Just over two weeks ago, Kamala Harris became the first female, first black, and first Asian-American vice president of the USA. To mark the milestone moment, gender equality youth initiative Girl Up joined forces with Refinery29, Ogilvy UK, and Great Guns director Giovanni Messner for ‘Today We Rise’. The film, which captures the groundbreaking moment through the eyes of girls across the United States, illustrates the nationwide impact that the 49th vice president will have on future generations.
Filmed and produced by a volunteer network of photographers and cinematographers, completing the final film was no easy feat. From working across multiple cities to editing immediately after the Inauguration ceremony, those involved overcame logistical challenges in the face of one of the most important moments in US history.
To find out more about how the film came together, we spoke to director and editor Giovanni Messner, and Ogilvy UK creatives Alvaro Rivera and Luca Corteggiano…
Q > What was the starting point for this campaign, and how did you develop the initial idea?
Alvaro Rivera > The Thursday before Inauguration, Luca and I were on a Zoom call discussing other work and I commented on this very heartfelt Instagram post I had read from a friend of mine back in New York. She’s a mother of two young girls and she described a conversation she had with her three-year-old about the significance of the moment. That’s when we had the idea of seeing this moment through the eyes of the girls across America.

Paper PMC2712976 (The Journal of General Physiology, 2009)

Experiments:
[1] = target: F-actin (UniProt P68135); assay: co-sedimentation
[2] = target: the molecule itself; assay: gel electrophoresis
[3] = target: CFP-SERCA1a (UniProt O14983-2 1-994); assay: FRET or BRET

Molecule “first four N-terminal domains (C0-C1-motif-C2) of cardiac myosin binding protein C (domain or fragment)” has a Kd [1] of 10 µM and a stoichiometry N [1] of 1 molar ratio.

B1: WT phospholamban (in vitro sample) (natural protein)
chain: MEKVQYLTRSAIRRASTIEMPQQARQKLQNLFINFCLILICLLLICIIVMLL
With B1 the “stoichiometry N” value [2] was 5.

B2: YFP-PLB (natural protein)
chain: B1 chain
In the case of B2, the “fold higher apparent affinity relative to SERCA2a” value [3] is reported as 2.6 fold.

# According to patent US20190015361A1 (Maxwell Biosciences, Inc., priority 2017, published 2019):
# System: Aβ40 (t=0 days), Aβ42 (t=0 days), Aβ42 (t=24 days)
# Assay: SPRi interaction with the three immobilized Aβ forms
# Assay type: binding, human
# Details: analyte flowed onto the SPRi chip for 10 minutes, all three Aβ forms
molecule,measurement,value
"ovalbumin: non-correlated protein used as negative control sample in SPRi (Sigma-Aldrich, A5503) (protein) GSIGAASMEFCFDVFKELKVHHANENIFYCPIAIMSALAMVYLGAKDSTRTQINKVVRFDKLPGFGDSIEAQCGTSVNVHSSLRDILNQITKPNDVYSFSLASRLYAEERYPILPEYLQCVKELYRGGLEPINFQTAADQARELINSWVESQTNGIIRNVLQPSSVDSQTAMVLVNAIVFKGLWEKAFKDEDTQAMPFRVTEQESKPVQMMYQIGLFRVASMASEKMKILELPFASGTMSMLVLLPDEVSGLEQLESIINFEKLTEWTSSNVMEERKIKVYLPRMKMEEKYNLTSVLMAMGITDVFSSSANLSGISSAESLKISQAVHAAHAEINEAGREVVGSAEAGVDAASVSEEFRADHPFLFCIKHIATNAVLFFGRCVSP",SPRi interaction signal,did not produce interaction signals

Q > Giovanni, when did you first become involved in the project? What were your initial thoughts?
Giovanni Messner > I've worked with Ogilvy on brand work in the past. This one took a lot of trust, plus they know I have a daughter who would be watching the ceremony so they reached out. At first it may have just been to see if I would film my daughter as part of a montage, but as soon as I heard the idea I said: "Yes! But can I do it all?"
Q > This must have been such an important - and logistically demanding - project. What was it like collaborating with all those involved to deliver the final product?
Giovanni > With so little time, it really was a logistical challenge. But in some ways that simplified it. I spent a couple days fully on the phone/video-chat looking at friends' homes, making a plan, and working out as much as I could ahead of time with Ogilvy like music and copy treatment. In the edit it was constant video calls and texts to keep bouncing ideas around in realtime.
Alvaro > It was a thrilling week. I thought that the tight schedule would deter some people from getting involved, but it wasn’t the case. The response to the idea was overwhelming and all involved jumped at the opportunity to collaborate.
Q > What was it like organising the volunteer network of photographers and cinematographers across over 30 households? How did you select those featured on the film?